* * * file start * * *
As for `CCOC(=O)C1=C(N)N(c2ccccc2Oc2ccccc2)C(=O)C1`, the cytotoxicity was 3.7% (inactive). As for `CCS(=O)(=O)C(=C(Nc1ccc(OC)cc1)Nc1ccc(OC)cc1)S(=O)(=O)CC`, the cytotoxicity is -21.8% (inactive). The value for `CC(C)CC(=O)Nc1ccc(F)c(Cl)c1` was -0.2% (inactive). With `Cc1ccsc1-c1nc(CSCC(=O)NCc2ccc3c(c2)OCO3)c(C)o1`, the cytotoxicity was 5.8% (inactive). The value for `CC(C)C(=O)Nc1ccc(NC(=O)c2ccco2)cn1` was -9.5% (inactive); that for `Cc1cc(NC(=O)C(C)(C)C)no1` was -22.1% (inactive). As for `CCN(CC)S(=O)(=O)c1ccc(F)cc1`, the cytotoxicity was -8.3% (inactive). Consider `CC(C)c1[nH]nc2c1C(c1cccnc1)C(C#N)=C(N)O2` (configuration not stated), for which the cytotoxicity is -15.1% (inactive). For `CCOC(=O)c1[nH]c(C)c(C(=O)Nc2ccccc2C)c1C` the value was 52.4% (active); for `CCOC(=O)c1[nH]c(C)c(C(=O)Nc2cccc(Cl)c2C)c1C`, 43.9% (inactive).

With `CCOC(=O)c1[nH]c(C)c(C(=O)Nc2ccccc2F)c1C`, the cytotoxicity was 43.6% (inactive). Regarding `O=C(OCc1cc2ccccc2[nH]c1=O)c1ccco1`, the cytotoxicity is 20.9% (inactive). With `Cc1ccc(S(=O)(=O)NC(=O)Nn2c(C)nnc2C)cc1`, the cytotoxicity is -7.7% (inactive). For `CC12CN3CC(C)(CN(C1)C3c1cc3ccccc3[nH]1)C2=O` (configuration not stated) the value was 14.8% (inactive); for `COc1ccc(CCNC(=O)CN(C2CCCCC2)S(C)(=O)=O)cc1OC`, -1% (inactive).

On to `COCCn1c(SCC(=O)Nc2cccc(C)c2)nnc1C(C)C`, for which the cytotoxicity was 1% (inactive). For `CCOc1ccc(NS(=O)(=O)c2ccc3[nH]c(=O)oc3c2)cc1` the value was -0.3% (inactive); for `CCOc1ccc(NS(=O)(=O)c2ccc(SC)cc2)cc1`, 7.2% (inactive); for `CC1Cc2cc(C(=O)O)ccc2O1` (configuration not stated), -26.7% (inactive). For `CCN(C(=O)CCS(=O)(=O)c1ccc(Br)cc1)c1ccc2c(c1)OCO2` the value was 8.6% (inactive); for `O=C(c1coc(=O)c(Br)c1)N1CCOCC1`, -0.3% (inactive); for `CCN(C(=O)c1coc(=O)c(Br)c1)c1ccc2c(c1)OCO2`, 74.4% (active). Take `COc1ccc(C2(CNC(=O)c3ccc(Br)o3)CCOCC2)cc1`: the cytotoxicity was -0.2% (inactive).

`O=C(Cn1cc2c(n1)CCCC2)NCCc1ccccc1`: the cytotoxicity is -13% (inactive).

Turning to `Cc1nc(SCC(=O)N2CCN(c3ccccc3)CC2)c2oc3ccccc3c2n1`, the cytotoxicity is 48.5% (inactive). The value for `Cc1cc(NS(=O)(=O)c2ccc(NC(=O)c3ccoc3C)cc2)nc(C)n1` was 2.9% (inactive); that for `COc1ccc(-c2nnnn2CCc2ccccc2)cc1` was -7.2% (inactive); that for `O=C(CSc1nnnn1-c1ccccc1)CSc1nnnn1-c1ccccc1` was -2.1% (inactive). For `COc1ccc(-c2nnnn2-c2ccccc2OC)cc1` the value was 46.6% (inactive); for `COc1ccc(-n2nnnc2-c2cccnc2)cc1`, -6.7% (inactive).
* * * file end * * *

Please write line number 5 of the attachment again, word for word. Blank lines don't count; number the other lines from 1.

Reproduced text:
Turning to `Cc1nc(SCC(=O)N2CCN(c3ccccc3)CC2)c2oc3ccccc3c2n1`, the cytotoxicity is 48.5% (inactive). The value for `Cc1cc(NS(=O)(=O)c2ccc(NC(=O)c3ccoc3C)cc2)nc(C)n1` was 2.9% (inactive); that for `COc1ccc(-c2nnnn2CCc2ccccc2)cc1` was -7.2% (inactive); that for `O=C(CSc1nnnn1-c1ccccc1)CSc1nnnn1-c1ccccc1` was -2.1% (inactive). For `COc1ccc(-c2nnnn2-c2ccccc2OC)cc1` the value was 46.6% (inactive); for `COc1ccc(-n2nnnc2-c2cccnc2)cc1`, -6.7% (inactive).